We are seeing a terrible humanitarian situation on the ground in Syria.  The violence is continuing unabated.  That's something that is horrific.  And it is having a destabilizing impact on the broader region.

So there's a lot at stake here.  And we are working with the Russians to get them to step up to the plate and constructively act to resolve this situation.

Q    Josh, in addition to Assad's regime claiming it's received the missiles, the leading opposition group is saying now that they're not going to participate in these talks as long as the regime is still attacking them.  If you combine those two things, I mean, does it seem like the political reconciliation that the U.S. government is advocating is -- hopes for that are starting to dim? 

MR. EARNEST:  Well, I wouldn’t -- that's not necessarily our assessment.  This is an intractable problem that we're dealing with and there are clearly a lot of challenges that have to be defused to try to bring both sides to the table, but that is the only way we're going to get the kind of solution that would allow a government in Syria to take root that actually reflects the will of the Syrian people.  That is the ultimate goal.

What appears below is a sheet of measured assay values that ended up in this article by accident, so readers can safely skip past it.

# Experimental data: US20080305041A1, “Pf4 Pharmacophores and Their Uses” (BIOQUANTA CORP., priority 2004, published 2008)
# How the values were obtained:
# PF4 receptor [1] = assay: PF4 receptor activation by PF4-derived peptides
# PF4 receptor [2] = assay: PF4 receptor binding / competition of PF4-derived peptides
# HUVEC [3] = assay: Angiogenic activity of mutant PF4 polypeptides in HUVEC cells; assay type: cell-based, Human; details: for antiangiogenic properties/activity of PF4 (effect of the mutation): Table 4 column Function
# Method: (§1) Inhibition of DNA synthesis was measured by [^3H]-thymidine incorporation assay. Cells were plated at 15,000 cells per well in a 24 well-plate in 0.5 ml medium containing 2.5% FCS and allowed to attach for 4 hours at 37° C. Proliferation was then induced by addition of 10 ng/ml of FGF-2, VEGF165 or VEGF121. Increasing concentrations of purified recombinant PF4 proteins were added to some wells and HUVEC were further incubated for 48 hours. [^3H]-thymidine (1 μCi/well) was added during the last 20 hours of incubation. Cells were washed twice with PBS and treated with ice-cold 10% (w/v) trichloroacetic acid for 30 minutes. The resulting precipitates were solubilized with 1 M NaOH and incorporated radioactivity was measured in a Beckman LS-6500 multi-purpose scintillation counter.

And so we are working with our allies and partners in the region to try to bring this -- the opposition coalition together, to sit at a table across from representatives of the Assad regime.  As I mentioned, we're counting on the Russians to exercise their influence and make sure that the negotiators on behalf of the Assad regime are empowered to negotiate with a full transfer of executive authority to a transitional government. 

So this is an ongoing process and it's something that we are fully committed to, because this is the path to addressing this problem.  And it is a difficult and challenging one, but it's one that has -- there are high stakes in the outcome, and that's why we’re working on this so aggressively.  And that work is continuing.

Q    Josh, you've said that the President will be meeting with Senator McCain to discuss his recent trip Syria.  Do you have any updates on when that may happen?

MR. EARNEST:  I don't have any updates on that.

Q    On the IRS -- there’s a Quinnipiac poll out today saying that 76 percent of Americans would like to see a special prosecutor appointed to look into that, and I’m wondering if the President or the White House is looking at that option at all.